Walter "Killer" Kowalski, 81, a pioneering wrestler who appeared in more than 6,000 matches in a 30-year career on the professional wrestling circuit, died of a heart attack Aug. 30 in Everett, Mass.
The 6-foot-7, 275-pound Kowalski garnered the reputation as a villain in the ring during a 1954 match with Yukon Eric in Montreal. Kowalski told the Chicago Tribune in 1989 that he jumped on Eric from the ropes and "I thought I had missed, but all of a sudden something was rolling across the ring. It was his ear."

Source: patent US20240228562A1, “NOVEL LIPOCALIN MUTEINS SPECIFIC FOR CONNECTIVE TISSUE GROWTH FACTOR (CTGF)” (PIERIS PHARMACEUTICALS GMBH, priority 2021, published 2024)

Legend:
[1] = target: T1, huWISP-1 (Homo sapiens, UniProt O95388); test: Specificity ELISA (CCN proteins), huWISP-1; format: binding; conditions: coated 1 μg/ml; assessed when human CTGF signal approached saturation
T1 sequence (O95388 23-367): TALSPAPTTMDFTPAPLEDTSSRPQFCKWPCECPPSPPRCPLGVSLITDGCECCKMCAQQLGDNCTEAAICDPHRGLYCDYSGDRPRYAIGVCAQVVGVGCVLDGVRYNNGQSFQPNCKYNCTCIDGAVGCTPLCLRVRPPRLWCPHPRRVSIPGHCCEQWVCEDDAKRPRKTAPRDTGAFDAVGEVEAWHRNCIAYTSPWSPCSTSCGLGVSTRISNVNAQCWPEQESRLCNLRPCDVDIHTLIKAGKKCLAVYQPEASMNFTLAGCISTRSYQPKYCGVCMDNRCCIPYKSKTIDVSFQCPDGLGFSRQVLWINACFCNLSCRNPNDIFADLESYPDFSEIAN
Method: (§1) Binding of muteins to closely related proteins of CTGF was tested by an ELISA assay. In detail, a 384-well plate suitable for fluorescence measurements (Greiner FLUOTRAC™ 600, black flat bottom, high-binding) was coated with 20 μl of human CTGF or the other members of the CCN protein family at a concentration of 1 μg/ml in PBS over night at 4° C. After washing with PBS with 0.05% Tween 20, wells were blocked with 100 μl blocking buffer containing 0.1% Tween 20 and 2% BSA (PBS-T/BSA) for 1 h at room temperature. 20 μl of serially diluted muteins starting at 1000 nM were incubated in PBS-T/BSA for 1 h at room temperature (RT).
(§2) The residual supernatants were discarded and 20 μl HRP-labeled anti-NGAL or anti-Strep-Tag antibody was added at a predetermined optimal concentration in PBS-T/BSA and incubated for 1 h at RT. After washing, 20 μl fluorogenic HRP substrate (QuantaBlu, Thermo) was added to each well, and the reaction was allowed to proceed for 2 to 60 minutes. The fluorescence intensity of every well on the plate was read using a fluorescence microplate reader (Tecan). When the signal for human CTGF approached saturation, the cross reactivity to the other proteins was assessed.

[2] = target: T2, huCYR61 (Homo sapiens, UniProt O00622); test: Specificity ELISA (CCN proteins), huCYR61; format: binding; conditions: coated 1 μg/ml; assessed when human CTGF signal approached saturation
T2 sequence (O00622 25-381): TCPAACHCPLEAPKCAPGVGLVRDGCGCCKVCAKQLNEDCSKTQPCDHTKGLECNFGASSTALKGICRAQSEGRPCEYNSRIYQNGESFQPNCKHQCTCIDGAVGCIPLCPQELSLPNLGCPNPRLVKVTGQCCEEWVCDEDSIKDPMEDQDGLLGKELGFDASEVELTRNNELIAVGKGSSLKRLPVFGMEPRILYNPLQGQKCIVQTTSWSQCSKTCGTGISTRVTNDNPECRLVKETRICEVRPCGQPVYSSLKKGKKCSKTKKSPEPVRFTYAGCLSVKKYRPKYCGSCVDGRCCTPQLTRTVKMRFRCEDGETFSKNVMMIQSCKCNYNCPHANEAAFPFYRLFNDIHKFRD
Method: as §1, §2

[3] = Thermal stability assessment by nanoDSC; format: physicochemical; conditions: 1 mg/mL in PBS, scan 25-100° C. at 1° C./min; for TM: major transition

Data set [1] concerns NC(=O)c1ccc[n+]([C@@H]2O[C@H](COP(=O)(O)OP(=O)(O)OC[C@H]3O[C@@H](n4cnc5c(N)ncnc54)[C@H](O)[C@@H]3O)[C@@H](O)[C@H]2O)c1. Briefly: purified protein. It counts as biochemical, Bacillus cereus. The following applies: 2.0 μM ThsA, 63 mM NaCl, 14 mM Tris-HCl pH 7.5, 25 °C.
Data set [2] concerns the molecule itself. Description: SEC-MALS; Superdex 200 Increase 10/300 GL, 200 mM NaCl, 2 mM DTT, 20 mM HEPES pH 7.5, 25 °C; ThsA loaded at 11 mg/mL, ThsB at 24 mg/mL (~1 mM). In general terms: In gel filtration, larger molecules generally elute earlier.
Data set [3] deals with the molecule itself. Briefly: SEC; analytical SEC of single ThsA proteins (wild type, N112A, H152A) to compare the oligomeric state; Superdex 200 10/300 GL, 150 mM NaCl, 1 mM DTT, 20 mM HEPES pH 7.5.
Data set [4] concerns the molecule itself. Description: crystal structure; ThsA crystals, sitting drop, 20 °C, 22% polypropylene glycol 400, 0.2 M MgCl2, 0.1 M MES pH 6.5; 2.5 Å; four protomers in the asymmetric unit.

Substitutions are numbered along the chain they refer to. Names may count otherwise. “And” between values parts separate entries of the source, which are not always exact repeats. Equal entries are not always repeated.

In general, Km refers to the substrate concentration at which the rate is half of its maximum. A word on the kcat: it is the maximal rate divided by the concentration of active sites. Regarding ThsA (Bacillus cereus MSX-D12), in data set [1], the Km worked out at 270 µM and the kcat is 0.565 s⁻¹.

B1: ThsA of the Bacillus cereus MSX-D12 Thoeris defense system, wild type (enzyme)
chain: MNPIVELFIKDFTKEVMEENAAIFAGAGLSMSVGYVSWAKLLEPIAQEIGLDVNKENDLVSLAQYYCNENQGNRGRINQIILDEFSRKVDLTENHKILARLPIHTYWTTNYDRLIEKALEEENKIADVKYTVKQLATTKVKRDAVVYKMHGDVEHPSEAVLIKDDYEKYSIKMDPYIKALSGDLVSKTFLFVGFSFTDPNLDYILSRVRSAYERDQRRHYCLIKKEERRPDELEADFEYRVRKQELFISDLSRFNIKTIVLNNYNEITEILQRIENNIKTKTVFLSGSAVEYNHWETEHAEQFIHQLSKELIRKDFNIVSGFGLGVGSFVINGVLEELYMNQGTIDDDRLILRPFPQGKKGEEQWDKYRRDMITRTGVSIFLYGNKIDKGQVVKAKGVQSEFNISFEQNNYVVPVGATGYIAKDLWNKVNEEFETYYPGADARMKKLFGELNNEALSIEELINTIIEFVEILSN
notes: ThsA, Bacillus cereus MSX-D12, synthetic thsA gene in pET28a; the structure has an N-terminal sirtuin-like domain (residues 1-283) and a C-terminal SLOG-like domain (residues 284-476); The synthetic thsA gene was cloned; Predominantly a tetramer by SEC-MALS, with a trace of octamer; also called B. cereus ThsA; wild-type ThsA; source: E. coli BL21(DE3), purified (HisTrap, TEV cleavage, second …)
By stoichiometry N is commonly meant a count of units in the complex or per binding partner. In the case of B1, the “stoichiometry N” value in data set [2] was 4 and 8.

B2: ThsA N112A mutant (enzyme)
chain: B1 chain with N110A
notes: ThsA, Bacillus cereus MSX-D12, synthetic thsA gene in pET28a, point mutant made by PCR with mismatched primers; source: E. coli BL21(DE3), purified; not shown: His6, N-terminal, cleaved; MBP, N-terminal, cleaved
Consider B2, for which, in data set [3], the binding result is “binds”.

He visited his opponent in the hospital and, according to his website, "the two men began laughing at how silly Eric's bandages looked." A reporter overheard the laughter and assumed that Kowalski was making fun of his opponent.
Kowalski later became famous for various moves, including a stomach vise grip called the "Killer Clutch."
He retired from the ring in 1977, a year after he and Big John Studd captured the WWF World Wrestling Tag Team Championship as members of "The Executioners" team.
The son of Polish immigrants, Kowalski was born Wladek Spulnik in Windsor, Canada.
He had hoped to become an electrical engineer but turned to wrestling when a friend said it would help pay his way through school. He put his education aside and continued on the mat.
After retiring from the ring, he founded Killer Kowalski's Pro Wrestling School in North Andover, Mass. He sold the business in 2003.